Once the leading PC vendor worldwide, Dell has lost its grip on the marketplace. In recent years, the brand has been tarnished by numerous product recalls and complaints surrounding false promises in its advertising.
Its latest move sees the PC giant launching its first ultra-light laptop, the Adamo, designed to compete head-on with the Apple Macbook Air (MW last week). It is part of plans to scale back its production of “utilitarian” PCs in favour of luxury laptops, announced at the Consumer Electronics Show in Las Vegas last week.
It believes the time is right for the company to enter the luxury market despite collapsing consumer demand for electronics. Brent Wampler, Dell’s director of global product marketing, says: “Consumers want high performance laptops that can be tailored more personally to them.”
Dell’s ambition is lauded by Roger Kay, analyst at Endpoint Technologies Associates. “For years, Dell has been known for low-cost designs and being able to offer efficient delivery,” he says. “With this laptop, Dell is looking to make a design statement.”
The launch comes at a critical time for Dell, which is second only to Hewlett-Packard as a computer vendor. Late last year, Dell announced cost-cutting measures of $3bn (£1.97bn) in the next financial year and a restructure that lead to the departure of two of its marketing chiefs.
Chief marketing officer Mark Jarvis left at the end of 2008 and, according to legal papers will receive a severance payment of $1.25m (£851,000). His departure came closely after that of vice-president for marketing Casey Jones.
Jarvis’s replacement Erin Nelson, formerly vice-president of marketing for EMEA, faces a battle on two fronts: not only must she convince consumers that Dell is moving more upmarket, she must firefight suggestions that its “Dell Hell” reputation is deserved.
Analysts say that part of the problem is that Dell has failed to reach out to consumers in the same way it did with businesses and education establishments in the late Nineties. David Daoud, senior analyst at technology consultancy IDC, says: “Once Dell dominated market share, but that was at a time when the company didn’t really have to win the hearts and minds of its customers. Businesses and educational establishments dominated their order books. Now, as the economic world crumbles around us, it does have to win over cash-minded customers.”
As the dismal economic conditions continue to threaten the industry, that task seems even more difficult, with upgrading personal computing increasingly seeming a luxury instead of an asset. Ranjit Atwal, principal analyst for Gartner’s client computing markets group, says: “The PC market is slowing down as a result of the global economic turbulence, and Dell is not immune from this. The company has to focus on making itself as valued and noticeable as the likes of HP and Acer. The new products appear to be what the market needs, but it faces the challenge of making itself noticeable in such a crowded market.”
Another analyst, who asked to remain anonymous, says: “Its vision to reclaim its dominant position by focusing on launching what it deems premium, industry-changing products in a recession could be a huge costly failure.”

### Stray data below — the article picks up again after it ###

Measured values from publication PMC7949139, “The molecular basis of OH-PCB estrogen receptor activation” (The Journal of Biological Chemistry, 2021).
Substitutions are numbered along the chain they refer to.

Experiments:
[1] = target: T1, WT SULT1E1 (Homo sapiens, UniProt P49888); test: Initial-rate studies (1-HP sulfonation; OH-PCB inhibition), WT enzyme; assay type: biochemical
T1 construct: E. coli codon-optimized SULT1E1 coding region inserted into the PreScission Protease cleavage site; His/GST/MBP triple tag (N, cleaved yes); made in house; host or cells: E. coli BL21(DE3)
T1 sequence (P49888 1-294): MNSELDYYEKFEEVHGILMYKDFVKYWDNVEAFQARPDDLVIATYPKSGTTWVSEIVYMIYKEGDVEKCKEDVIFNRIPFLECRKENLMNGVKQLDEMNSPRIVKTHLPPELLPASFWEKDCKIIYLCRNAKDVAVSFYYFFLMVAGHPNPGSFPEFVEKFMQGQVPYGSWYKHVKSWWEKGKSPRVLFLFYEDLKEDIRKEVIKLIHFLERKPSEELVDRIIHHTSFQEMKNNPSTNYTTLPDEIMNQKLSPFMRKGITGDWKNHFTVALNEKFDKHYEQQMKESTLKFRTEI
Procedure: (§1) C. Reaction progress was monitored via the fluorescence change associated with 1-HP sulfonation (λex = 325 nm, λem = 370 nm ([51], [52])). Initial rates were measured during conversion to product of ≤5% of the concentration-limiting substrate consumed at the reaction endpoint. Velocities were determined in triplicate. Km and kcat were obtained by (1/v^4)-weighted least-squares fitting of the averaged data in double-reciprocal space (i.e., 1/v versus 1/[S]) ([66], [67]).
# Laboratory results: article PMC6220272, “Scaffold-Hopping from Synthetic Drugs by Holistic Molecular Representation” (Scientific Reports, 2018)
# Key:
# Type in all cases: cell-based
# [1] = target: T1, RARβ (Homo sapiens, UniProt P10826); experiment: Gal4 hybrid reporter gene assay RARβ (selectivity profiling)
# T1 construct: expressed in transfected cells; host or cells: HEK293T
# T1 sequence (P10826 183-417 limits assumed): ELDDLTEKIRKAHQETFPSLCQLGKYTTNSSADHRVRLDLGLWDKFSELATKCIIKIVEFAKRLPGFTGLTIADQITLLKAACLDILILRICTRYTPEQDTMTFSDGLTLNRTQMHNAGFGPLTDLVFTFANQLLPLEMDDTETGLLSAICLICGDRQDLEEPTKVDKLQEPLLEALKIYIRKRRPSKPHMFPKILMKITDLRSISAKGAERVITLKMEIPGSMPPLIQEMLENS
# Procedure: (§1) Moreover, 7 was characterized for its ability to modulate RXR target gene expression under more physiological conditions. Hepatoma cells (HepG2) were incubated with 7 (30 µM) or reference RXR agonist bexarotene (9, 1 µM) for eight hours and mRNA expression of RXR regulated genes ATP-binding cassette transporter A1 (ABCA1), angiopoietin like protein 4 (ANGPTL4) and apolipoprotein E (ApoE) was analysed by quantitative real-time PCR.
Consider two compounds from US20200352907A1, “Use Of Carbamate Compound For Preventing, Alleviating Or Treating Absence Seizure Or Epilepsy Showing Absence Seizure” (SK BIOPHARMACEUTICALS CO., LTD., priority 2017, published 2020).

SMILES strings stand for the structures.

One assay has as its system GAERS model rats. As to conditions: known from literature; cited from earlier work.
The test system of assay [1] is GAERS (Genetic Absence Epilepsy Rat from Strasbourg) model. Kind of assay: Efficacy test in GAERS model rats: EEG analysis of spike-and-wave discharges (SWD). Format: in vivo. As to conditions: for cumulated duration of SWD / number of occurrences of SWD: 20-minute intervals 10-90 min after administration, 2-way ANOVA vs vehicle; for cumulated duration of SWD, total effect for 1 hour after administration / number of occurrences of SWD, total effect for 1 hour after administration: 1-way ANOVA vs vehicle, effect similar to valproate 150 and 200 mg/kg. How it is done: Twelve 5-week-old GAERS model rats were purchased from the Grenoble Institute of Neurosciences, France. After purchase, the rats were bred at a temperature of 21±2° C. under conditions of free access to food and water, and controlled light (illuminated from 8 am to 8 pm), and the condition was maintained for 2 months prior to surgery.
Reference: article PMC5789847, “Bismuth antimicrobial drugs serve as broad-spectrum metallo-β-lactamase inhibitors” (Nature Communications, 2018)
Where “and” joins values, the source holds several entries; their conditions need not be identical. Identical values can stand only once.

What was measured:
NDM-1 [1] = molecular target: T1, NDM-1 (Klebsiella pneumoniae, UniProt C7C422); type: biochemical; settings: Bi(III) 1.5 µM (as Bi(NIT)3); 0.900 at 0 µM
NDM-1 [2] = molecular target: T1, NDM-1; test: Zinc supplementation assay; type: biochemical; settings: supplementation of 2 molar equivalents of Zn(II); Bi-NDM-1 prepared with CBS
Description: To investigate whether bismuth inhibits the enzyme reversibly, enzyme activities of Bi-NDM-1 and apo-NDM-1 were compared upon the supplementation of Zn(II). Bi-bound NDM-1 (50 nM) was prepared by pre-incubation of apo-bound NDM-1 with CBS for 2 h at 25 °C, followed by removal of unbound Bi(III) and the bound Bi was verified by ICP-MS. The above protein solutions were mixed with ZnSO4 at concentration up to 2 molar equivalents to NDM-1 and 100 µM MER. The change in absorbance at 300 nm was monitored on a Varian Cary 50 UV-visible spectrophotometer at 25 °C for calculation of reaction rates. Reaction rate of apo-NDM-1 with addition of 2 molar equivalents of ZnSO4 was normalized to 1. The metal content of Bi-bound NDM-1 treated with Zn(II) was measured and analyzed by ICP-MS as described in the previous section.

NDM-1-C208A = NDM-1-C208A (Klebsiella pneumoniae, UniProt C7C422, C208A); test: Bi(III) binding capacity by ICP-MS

Ovum research shows that in terms of shipments, Dell’s worldwide market share has declined from 14.2% in 2007 to 13.2% last year, while Acer’s climbed to 12.3% from under 10%. Meanwhile research from IDC reveals PC shipments worldwide dropped 0.4% in the fourth quarter from a year earlier, the first year-on-year decline in six years. According to research from Gartner, Dell has seen its PC shipment volumes fall over the past year by almost 6%.
Further threats to its market presence have emerged in recent weeks. At the Consumer Electronics Show in Las Vegas at the start of the month, while Dell unveiled the Adamo, Elonex, a small British computer maker was unveiling the Elonex Websurfer, a netbook which fits into a handbag and costs just £99. Marks & Spencer and Next say they are considering stocking them.
Jason Hemsworth, strategic director of brand consultants Jump, says Dell needs to move away from its staid image. “Dell has suffered recently, especially in the US where it was nicknamed Dell Hell. It really needs to rebrand itself and make sure it stands out in the crowd, in the way its competitors have done,” he says.
Amid a massive cost-cutting drive that could potentially see Dell’s $700m (£475m) budget cut, it must pull off both a reputation turnaround and convince consumers that its cutting-edge luxury credentials can rival the more sophisticated lure of brands such as HP, Sony and Apple.
Senior executives, including chief marketing officer Erin Nelson, must tackle Dell’s fading reputation after a series of fiascos, particularly in the US. Earlier this month, US consumers sued Dell for false advertising and, after much legal wrangling, it agreed to pay $3.35m (£2.25m) to settle claims by 34 state attorneys general that it used deceptive financing and warranty practices in its US ads.
David Daoud, senior analyst at IDC, says the wrangling tarnished Dell’s reputation worldwide. “When Dell switched its attentions to serving the consumer market, it hit problems. Dell went down the wrong road and made promises it couldn’t meet. The problem hit the headlines and since then, it has found it hard to recover,” he says.
Advertising since last year has been created by WPP-owned Enfatico, which was set up to service Dell and has been tasked with increasing the brand’s consumer presence.
Rumours in the US suggest this has been far from an easy task for the agency. Dell denies any friction between the company and Enfatico.
Yet the departure of Dell’s Enfatico architects CMO Mark Jarvis and Casey Jones will cast doubt on the agency model. Both had pushed hard for the innovative WPP-Dell partnership. For the moment at least, Dell remains publicly committed to Enfatico.